Motivation is concerned with behaviour and effort at work. Employers and managers are not only looking for employees with skills and qualifications, but also for those who are motivated and committed to the organisation. It has long been assumed that a motivated employee will be happier, work harder, longer and perform to higher standard than the less motivated.
Managers have at their disposal a bewildering array of theories and practical techniques in order motivate their employees. Typically, these try to identify what motivates people to work, why some people work harder than others, and offer blanket solutions that often fail in their implementation. Motivation is an attractive concept that promises much, but ultimately raises more questions than it answers.
Where do we go from here? Christine Doyle, a UK occupational psychologist, argues that managers have been asking the wrong question when it comes to motivation. According to Doyle, the question is not what motivates employees to work, rather, what are they motivated to do? Surprisingly, money is not always the answer.
Often the starting point of motivation in the workplace is money. Yet, we know from extensive studies (and personal experience) that money is only part of the motivation equation. In many cases money has been shown to be a poor motivator, hence the limitations and disappointment associated with most pay-for-performance schemes.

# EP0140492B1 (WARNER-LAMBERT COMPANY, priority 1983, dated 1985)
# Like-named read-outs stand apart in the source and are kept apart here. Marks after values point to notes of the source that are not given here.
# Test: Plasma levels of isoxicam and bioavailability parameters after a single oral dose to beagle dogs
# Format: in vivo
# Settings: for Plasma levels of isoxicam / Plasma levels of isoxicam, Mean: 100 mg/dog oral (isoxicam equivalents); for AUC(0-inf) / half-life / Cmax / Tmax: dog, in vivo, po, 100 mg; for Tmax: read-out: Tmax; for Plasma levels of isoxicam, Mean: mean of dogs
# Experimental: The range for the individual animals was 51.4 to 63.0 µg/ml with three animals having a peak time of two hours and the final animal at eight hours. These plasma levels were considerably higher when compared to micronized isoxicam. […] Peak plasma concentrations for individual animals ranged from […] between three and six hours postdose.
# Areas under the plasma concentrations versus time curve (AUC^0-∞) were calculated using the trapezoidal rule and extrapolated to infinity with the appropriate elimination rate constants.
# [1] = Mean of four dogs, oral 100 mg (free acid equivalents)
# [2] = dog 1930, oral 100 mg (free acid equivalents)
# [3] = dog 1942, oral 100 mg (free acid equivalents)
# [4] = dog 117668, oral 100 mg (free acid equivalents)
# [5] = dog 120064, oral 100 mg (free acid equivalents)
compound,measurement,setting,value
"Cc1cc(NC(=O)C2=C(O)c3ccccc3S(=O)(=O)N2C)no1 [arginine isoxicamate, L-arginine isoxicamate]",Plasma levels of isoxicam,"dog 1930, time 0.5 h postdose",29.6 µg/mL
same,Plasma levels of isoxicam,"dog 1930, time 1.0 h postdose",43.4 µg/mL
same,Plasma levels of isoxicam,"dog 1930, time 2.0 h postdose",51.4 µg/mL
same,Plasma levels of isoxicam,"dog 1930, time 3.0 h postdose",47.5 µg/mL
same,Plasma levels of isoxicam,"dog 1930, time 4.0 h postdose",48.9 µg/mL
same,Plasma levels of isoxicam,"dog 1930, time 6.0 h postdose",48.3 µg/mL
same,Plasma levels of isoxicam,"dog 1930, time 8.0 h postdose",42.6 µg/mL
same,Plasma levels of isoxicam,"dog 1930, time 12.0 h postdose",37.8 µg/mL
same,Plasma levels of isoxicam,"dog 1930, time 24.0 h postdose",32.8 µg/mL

Interestingly, employees in occupations characterised by 'low pay' such as cleaning and child care for example, tend to exhibit higher levels of motivation, commitment and overall job satisfaction than other higher paid workers. How might we account for the motivation of cleaners and childcare employees and is their level of commitment and motivation genuinely oriented to the organisation, or does it lie elsewhere?
The answer, it seems, lies in self-identity - how an individual sees and expresses her or himself and the values that they possess. Motivation, therefore, involves self-management as we are motivated to engage in behaviours that support the ideas we have of ourselves.
For those whose identity revolves around work, their goals and behaviours will be strongly organisation related. For those whose identity lies outside of their work, their work related behaviours are more concerned with economic survival and pursuing non-work related goals. In the example of cleaners and child care workers, motivation and effort is not necessarily aligned with that of the organisation but to goals outside of work such as family relationships.
For managers, then, motivation should be seen as something that is highly individual and to accept that what employees will or will not work towards may not always be closely aligned to the interests of the organisation. The real challenge for managers is to embrace this reality.
Dr Shaun Ryan is a lecturer in management and employment relations in the Faculty of Business and Law at the University of Newcastle.